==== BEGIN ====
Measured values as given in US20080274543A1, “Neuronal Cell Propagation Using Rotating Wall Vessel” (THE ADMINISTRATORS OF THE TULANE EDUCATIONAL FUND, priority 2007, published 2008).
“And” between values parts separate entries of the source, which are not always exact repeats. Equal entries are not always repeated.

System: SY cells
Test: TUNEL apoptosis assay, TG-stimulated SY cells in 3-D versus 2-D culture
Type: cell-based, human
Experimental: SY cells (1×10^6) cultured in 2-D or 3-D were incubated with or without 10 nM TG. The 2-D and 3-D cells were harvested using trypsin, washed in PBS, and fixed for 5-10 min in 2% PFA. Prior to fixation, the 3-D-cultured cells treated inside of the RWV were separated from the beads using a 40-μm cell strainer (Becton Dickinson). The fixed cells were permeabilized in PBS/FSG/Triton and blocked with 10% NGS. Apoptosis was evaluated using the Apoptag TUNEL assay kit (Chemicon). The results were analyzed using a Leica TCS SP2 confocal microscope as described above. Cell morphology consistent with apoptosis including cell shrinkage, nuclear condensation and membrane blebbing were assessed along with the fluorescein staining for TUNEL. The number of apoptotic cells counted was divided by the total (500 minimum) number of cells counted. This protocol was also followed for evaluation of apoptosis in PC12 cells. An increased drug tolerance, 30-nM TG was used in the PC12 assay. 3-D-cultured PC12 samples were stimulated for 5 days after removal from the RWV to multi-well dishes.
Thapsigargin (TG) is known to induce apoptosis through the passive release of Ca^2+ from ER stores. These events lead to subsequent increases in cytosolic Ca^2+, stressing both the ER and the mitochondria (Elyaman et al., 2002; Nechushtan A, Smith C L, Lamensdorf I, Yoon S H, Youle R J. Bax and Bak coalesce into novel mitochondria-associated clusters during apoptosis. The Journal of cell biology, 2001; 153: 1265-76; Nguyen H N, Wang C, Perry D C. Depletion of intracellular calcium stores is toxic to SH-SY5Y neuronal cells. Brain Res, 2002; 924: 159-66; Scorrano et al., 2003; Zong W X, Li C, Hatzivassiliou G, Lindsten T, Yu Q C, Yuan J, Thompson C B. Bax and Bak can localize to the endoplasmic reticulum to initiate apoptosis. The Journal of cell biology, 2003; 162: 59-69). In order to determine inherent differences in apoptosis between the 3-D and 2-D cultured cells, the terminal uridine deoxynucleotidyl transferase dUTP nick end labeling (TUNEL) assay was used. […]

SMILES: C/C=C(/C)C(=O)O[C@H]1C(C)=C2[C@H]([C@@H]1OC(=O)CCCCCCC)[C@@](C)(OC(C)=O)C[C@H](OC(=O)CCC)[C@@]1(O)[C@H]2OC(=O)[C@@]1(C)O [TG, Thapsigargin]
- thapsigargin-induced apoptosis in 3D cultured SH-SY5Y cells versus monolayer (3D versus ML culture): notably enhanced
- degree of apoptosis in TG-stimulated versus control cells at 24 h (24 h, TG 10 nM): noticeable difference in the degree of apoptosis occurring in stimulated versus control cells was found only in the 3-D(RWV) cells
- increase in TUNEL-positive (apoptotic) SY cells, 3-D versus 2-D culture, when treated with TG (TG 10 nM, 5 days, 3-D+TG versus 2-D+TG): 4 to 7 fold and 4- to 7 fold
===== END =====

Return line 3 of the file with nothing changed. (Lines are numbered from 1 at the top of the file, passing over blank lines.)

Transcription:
System: SY cells